Before patient access leaders at Peoria, IL-based OSF Healthcare implemented a new point-of-service collection initiative, patients were asked for their opinion.
“We went to our Patient Advisory Board to further understand what patients wanted,” says patient access service manager Jacqueline Doerman.
Patient access leaders expected that the patients would be resistant to efforts to collect money upfront, but they received an unexpected response. “They wanted to be informed consumers. They didn’t want to get surprised by a huge bill and all the frustration that comes along with it,” says Doerman.
Most patients indicated that they wanted to know at the point of scheduling what they would owe. “Once that was confirmed for us, we set about coming up with additional options for patients, such as payment plans or other avenues,” says Doerman.
Still, the change wasn’t easy for patients or employees — or patient access managers. “It was challenging to manage the culture change the patients were facing, as well as the changes our employees were facing,” says Doerman.
Many staff members simply were uncomfortable asking patients for money. “Most of it was just getting used to asking for it and finding their comfort zone. It’s not an easy topic to discuss,” Doerman says.
Patient access managers held training sessions for employees to give them the scripting and background of the project. Instead of just giving an amount to the patient, staff members are able to provide details about what the service was, the amount covered by insurance, and the patient’s responsibility. “Some staff needed help reading the account correctly, and explaining why the patients owed the money,” says Doerman.
Some employees worried that it would take too much time to set up payment plans during registration, which could cause the patients to be late to their scheduled appointments. Revenue cycle trainer Mickey Stewart says, “Some staff expressed to me that they just are not comfortable enough with the computer and the different programs to obtain the information to set up the payment plans for the patient.”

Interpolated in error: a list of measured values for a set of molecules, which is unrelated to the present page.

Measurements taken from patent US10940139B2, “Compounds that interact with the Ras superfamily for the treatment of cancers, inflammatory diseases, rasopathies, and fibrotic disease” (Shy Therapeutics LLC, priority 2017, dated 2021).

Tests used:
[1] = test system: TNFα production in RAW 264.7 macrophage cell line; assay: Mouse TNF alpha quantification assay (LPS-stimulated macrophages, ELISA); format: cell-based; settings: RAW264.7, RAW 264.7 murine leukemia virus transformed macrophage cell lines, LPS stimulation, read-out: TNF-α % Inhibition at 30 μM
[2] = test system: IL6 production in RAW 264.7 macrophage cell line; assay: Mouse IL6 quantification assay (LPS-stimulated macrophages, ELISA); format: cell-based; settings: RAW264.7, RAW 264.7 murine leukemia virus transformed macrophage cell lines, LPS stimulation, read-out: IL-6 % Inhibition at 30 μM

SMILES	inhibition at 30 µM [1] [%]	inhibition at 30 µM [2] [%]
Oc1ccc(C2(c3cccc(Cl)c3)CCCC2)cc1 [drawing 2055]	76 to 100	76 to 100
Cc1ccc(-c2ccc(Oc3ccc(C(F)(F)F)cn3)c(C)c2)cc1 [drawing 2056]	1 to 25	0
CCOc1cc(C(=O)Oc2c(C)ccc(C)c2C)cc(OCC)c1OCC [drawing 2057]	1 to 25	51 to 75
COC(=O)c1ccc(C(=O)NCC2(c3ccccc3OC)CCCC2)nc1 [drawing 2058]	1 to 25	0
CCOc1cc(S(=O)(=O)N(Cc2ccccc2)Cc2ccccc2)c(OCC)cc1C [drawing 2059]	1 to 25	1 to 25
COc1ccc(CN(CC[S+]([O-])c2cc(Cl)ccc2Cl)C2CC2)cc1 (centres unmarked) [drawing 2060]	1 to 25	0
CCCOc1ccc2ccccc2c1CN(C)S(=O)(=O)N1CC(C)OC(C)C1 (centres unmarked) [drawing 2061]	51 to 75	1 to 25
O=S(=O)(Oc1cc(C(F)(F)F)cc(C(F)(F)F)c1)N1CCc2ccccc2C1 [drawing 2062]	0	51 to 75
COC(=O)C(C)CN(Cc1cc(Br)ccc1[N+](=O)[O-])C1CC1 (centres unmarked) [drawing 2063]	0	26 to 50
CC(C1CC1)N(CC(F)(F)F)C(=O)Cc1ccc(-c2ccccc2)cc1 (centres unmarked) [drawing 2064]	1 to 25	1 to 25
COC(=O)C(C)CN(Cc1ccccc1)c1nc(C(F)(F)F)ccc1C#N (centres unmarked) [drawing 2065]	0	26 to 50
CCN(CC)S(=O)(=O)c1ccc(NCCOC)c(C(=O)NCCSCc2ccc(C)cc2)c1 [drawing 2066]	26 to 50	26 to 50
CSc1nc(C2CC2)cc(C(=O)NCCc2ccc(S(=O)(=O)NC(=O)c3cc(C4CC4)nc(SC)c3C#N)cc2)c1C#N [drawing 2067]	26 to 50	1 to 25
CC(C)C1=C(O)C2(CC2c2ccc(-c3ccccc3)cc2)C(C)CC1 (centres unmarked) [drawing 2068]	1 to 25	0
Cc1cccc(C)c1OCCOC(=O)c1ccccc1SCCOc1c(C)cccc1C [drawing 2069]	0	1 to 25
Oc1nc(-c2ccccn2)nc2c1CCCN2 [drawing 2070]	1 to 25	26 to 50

During refresher training, Stewart reviews all components of cash collecting, including posting a copay, posting an estimate, posting a previous balance, and setting up a payment plan.
“This helps them understand where they need to go to look for the information to provide the patient with a payment plan,” says Stewart.
PATIENT ACCESS CAN ASSIST
In 2015, patient access leaders at Chesapeake Regional Healthcare in North Chesapeake, VA, updated the hospital’s financial aid policy.
“The policy was revised to be more consistent and understood by the registration and billing teams,” says Melissa Viohl, CRCR, director of patient access.
Patient access employees were trained in these three areas:
• Employees were trained to follow the new process for all patients, regardless of insurance status.
“This includes providing copies of the financial aid applications to any patient expressing concern,” says Viohl.
• They were trained to understand the federal poverty guidelines.
• They were trained to use scripting for financial discussions.
When a patient is pre-registered, registered, or being provided with financial counseling, the goal is the same: financial clearance of the account. “This means there is a financial pathway determined for the patient, either through payment plans, charity, or review for Medicaid or Health Insurance Exchange eligibility,” says Viohl.
Even after the new financial aid policy was implemented, there was still an unmet need for financial counseling in decentralized registration areas. “A project was initiated that moved financial aid processing from the back end to the front end, for all areas of the organization,” says Viohl.
Three financial counselors were added to the front end. “It was projected that the addition of these counselors will result in an after-salary ROI of approximately $200,000, in proper classification of bad debt versus charity for indigent populations,” says Viohl.
The department also expects to see reduction in authorization denials and increased point-of-service collections for self-pay populations. “This project was implemented in the first quarter of 2016, with a high expectation for patient satisfaction,” reports Viohl.
In 2016, Chesapeake Regional Healthcare will work toward becoming a certified application counselor organization, to assist patients in obtaining coverage through the Health Insurance Marketplace. “Many of our access staff will be certified to be application counselors,” says Viohl.
Mickey Stewart, Patient Access and Accounts Center, OSF Healthcare, Peoria, IL. Email: [email protected].
Melissa Viohl, CRCR, Director, Patient Access, Chesapeake Regional Healthcare, North Chesapeake, VA. Email: [email protected].